What is it like going into second year? One student blogger tells us his experiences...

Let me be one of the first to welcome you to your university career, or if you’re returning for a later year then welcome back, I hope you had prosperous and enjoyable summer. Around this time of year we see an abundance of articles on the internet and on student websites about what to do when you move into your first year halls, the kind of flatmates you may or may not have; the best way to scrimp and save every last penny so that on a Friday night you can still have that cool pint at the SU. We see articles pointing the finger at third years saying okay, stop fooling around. Think about getting a job. Think about your dissertation title. But what about those wonderful students who are in the middle, kind of like the middle child, second year? Fresh off a long, long summer trying to adjust to living back with your parents but never succeeding, having your own habits that your folks were not impressed with such as, waking up at 1pm and staying in your onesie all day watching repeats of How I Met Your Mother while snapchatting first year friends saying how much you miss them and how when you get the money, you’ll visit each other. Oh wait; you actually want me to be a functioning member of society today?! No thanks. You are eager to get back to university, to see your friends again but just like how Mufasa was cruelly torn away from Simba,(well brutally murdered) we are torn away from our friends by being placed in new groups  with new people which teachers call an opportunity to network and make new friends when frankly, I just want to respond with…

It works on so many levels.

For those who are on lecture based courses, this is a problem you do not have to deal with as much so lucky you! But for those who are doing more creative courses, if you’re placed in a group with people you don’t know and are forced to work with them, dying on the inside is appropriate. So you come back to what you believe is the idea of heaven, living with all the people you got on so well with in first year in a house that actually has a front and/or back garden so come summertime.... BBQ parties, am I right? But this time around, you have bills to pay, instead of it being in one big sum that your halls provided, you have to work out how much you’re using and cut down (if needs be) and let us not forget the convenience that halls provided you with, security, safety from locals, free transport right from your flat’s front door but now, you may be miles from uni and it takes a long time to get there, you may even have to now pay for a bus instead of flashing your student card at the driver. Plus, you now have neighbours that are actually bothered about how much noise you’re making and there is no chance that they will turn up at your door asking to join the party…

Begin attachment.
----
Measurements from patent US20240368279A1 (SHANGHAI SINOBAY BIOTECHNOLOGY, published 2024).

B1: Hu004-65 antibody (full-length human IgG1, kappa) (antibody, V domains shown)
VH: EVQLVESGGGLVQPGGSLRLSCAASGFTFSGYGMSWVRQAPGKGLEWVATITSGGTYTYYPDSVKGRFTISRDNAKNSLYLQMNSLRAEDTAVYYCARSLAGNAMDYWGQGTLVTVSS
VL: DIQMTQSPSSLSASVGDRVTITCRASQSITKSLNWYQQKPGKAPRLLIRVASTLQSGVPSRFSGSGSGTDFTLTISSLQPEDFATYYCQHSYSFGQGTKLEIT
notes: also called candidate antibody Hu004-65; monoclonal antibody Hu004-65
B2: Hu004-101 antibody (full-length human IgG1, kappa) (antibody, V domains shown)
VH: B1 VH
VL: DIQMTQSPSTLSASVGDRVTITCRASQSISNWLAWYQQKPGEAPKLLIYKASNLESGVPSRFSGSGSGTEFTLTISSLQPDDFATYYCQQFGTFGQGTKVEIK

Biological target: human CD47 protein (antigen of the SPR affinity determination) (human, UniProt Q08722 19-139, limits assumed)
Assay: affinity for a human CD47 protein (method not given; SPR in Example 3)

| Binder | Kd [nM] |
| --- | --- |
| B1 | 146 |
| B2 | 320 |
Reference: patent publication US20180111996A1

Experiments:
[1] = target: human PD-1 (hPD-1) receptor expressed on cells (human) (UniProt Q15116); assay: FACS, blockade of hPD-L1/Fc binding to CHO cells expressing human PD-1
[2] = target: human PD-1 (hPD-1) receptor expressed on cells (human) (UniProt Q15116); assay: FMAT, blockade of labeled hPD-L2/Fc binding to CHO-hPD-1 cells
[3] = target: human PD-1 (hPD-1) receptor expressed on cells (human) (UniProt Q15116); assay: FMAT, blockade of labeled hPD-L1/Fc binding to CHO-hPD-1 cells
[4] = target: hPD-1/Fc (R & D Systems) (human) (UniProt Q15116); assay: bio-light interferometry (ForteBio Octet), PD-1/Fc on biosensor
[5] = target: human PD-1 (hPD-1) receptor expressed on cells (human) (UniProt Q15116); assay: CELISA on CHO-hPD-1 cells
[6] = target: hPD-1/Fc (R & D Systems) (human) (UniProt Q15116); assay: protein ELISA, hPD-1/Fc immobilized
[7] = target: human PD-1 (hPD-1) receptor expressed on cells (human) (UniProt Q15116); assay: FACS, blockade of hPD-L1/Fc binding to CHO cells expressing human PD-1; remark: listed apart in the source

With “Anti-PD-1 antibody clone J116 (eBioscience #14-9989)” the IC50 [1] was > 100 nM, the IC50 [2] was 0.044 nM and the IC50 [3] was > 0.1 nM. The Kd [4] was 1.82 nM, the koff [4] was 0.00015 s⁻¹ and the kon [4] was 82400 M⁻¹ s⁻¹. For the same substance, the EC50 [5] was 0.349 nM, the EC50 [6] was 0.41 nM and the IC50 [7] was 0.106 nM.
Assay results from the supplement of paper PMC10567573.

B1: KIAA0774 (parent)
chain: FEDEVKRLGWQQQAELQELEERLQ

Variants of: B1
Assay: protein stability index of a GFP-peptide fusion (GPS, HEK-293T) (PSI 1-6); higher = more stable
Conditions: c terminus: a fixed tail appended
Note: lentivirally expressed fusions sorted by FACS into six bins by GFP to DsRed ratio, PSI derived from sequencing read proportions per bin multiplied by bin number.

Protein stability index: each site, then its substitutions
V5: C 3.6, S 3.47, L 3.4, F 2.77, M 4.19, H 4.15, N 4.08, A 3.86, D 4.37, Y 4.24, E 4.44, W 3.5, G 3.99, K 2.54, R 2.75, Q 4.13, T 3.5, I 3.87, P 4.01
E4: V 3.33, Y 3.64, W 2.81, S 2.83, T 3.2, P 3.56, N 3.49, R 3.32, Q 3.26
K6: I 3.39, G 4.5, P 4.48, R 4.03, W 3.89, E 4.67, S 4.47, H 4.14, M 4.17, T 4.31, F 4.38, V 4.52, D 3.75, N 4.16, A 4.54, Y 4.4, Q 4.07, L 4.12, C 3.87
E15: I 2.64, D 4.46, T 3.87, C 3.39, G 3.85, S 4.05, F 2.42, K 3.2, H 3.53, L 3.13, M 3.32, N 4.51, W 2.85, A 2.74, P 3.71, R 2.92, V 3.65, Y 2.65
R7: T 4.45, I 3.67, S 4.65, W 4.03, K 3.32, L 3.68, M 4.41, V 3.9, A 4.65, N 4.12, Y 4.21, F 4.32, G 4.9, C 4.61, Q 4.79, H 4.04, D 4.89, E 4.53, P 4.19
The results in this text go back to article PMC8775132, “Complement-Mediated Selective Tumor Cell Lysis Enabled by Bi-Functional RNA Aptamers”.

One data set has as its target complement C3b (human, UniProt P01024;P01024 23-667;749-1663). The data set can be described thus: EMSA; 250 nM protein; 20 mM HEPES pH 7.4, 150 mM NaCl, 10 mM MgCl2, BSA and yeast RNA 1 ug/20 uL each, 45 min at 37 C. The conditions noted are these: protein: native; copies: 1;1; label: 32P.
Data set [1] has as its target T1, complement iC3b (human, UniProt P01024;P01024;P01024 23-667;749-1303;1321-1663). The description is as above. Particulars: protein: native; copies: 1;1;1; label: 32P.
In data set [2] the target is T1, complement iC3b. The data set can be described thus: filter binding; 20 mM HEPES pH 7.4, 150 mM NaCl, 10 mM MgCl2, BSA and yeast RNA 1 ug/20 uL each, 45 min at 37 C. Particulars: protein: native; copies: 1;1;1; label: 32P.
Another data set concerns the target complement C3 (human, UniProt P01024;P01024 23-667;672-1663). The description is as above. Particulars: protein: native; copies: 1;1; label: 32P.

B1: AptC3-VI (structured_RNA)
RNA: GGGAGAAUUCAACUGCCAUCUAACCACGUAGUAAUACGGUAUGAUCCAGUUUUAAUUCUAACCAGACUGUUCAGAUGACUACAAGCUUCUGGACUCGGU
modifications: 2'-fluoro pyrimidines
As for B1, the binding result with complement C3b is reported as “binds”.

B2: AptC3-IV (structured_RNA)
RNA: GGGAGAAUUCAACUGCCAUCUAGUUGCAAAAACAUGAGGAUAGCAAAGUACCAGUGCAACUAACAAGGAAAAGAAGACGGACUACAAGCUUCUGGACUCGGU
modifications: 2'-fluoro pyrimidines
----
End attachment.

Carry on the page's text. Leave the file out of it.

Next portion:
What has been the hardest for me personally is the workload, it has been a struggle adjusting back to the idea of having school type homework to do, and it has been four months remember. A pattern I have noticed among 2nd years is that it’s the sudden surprise of workload that you have to take on, while first year felt like boot-camp (as my lecturers put it) 2nd year is a whole new board game, I was expecting a couple of extra lectures and essays here and there but now we’re expected to be taking on 5 days of 9-5 lectures, with essays and assignments all inclusive.

It is a weird time for us but what we have to remember is, we have the joy of knowing that we still have a year to sort ourselves out, unlike 3rd years. We don’t have to fear about not fitting in or worrying about whether we’ll enjoy the course or not, unlike 1st years. We have the time to go abroad and study, we can enjoy our module choices, experience parts of our study area we only dreamed of.

This is a call out to those who are struggling, your second year is a time to experiment, find something new to pursue, for example I am soon to be placed on my University’s student radio and hopefully get to go to Ohio and work in the theatre department. But use this time well, don’t waste it, although there is more work and greater pressure to do well and be a better person, you can still find the joy through the options you have chosen, you can find excitement in the activities and societies you could become part of. Don’t stress. Pour a beverage and remember that there are students who have it worse than us; most third years are graduating in eight months...

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